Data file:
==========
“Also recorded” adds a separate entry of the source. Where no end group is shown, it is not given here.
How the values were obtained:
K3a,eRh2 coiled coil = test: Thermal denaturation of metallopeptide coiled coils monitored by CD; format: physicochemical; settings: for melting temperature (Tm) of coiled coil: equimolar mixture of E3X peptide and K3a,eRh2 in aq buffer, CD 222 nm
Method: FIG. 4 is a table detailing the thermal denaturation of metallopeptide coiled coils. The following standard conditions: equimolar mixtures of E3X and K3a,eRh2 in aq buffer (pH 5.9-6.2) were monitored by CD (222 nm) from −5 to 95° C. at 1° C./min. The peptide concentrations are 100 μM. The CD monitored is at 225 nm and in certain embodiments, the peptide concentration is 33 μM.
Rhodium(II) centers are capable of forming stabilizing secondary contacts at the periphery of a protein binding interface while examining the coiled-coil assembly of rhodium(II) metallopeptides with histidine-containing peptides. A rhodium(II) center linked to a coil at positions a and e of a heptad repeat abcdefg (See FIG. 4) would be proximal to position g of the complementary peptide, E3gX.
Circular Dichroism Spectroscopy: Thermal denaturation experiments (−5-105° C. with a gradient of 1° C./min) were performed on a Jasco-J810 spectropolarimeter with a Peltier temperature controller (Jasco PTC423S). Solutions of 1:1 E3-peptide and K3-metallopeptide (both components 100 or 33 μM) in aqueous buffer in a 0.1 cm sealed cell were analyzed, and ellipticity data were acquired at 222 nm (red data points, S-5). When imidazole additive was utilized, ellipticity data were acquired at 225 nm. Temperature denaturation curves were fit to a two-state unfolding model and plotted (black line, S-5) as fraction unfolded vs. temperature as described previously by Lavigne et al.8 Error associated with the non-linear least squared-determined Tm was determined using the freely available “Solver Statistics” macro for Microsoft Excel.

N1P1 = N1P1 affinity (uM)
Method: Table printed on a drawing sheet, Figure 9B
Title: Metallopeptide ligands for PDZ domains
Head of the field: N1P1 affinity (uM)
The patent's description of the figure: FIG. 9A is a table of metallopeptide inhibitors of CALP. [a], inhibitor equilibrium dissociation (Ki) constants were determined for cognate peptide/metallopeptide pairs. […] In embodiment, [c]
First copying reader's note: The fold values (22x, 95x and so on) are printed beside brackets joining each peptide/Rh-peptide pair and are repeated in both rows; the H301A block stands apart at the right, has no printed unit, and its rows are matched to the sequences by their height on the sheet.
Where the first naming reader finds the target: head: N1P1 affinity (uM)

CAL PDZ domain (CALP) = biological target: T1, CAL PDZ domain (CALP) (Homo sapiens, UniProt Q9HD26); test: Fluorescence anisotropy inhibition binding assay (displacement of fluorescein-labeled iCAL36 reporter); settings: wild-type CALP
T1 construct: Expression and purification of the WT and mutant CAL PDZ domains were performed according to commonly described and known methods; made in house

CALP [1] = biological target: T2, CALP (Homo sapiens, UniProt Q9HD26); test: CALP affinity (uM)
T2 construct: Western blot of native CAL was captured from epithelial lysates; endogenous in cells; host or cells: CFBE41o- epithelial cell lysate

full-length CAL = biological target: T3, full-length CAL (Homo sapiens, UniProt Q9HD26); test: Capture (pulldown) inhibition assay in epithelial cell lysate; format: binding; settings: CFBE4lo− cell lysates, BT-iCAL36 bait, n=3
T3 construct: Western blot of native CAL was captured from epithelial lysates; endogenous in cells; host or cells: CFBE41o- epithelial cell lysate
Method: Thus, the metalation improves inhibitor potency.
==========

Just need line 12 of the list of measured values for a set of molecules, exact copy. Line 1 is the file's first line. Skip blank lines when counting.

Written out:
First copying reader's note: The fold values (22x, 95x and so on) are printed beside brackets joining each peptide/Rh-peptide pair and are repeated in both rows; the H301A block stands apart at the right, has no printed unit, and its rows are matched to the sequences by their height on the sheet.